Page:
Musk seeks to end settlement required pre-approval for some tweets

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Entrepreneur and business magnate Elon Musk gestures during a visit at the Tesla Gigafactory plant under construction, on August 13, 2021 in Gruenheide near Berlin, eastern Germany.

Patrick Pleul | AFP | Getty Images

Tesla CEO Elon Musk is seeking to end his settlement with the Securities and Exchange Commission that required tweets of his containing material business information to be vetted before publishing, according to a document filed Tuesday in a federal district court in New York.

Musk’s lawyer asked the court to terminate or modify the settlement, which was revised in 2019, claiming complying with its rules “has become impossible under the SEC’s skewed conception of its authority.”

“The more the SEC monitors Mr. Musk’s Twitter activity, and forces others to do the same, the more Mr. Musk’s freedom of expression is infringed,” the document alleges.

The consent decree followed Musk’s infamous “funding secured” tweet that said he was considering taking Tesla private. The SEC had accused Musk of fraud for allegedly making “false and misleading” statements and failing to notify regulators of material events. The original settlement included no admission or denial of wrongdoing by Musk, but was also not an indication of innocence.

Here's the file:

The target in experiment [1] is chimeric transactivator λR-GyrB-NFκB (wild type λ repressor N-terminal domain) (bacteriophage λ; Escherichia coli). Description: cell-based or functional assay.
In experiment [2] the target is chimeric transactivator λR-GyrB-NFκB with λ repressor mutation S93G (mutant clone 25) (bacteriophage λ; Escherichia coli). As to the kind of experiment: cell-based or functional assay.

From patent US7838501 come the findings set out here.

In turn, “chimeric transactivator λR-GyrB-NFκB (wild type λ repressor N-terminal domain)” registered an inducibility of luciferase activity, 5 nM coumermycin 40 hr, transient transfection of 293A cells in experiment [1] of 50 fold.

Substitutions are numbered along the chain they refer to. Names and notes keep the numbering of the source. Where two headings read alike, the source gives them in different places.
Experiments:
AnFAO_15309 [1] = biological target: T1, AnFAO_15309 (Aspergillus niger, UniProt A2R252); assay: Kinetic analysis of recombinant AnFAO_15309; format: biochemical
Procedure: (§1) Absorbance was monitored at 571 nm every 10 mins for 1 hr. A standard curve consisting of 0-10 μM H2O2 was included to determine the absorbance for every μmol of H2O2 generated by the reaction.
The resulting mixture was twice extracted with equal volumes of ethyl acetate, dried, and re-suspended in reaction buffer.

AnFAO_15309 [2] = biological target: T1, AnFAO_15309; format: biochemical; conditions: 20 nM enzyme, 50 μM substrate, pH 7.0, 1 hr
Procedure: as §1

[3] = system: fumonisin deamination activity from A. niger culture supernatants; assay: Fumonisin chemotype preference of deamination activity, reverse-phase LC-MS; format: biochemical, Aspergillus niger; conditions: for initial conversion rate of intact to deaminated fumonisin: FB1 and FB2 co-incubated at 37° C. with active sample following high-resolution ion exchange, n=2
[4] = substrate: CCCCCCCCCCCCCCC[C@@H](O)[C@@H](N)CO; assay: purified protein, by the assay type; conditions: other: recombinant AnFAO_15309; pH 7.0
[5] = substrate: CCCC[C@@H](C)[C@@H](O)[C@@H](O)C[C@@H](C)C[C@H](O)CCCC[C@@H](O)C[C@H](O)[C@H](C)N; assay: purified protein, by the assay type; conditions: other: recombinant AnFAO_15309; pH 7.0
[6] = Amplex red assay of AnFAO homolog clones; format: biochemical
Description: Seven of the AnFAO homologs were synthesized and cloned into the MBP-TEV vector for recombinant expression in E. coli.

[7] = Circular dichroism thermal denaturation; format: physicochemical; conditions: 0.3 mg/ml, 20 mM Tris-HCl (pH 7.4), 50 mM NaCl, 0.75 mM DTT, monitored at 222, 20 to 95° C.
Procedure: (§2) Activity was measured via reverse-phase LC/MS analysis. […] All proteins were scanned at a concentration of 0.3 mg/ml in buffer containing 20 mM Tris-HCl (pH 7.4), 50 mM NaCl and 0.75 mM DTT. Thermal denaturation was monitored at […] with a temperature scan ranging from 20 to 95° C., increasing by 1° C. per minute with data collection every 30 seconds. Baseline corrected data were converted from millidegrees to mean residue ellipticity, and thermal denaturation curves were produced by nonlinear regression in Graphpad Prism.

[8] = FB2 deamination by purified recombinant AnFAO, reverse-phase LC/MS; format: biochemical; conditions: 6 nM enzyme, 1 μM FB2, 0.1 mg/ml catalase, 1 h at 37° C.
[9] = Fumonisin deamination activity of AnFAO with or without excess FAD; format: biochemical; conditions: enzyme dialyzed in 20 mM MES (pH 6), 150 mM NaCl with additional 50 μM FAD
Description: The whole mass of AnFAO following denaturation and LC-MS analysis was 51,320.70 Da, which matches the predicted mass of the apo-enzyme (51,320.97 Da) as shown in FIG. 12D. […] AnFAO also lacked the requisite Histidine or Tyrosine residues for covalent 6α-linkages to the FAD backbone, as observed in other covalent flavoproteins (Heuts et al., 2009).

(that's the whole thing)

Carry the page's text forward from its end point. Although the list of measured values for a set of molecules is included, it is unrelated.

Musk’s team is also seeking to quash a 2021 subpoena the SEC sought about whether he obtained Tesla’s approval to tweet a poll he said he’d use to determine whether to sell 10% of his stake in the electric-auto maker.

In the filing, Musk’s lawyers called the subpoena “but one in a winding parade of investigations” into Musk and his companies “without factual basis.” They allege the SEC attempted to “tarnish” Musk and Tesla’s records with the allegedly “unfounded investigations.” That pattern shows the SEC issued the subpoena in bad faith, Musk’s lawyer alleges.

Musk felt “forced” to sign the initial 2018 agreement, according to the filing, because “the SEC’s action stood to jeopardize the company’s financing” and “protracted litigation” would not be in shareholders’ interest.

The SEC declined to comment.

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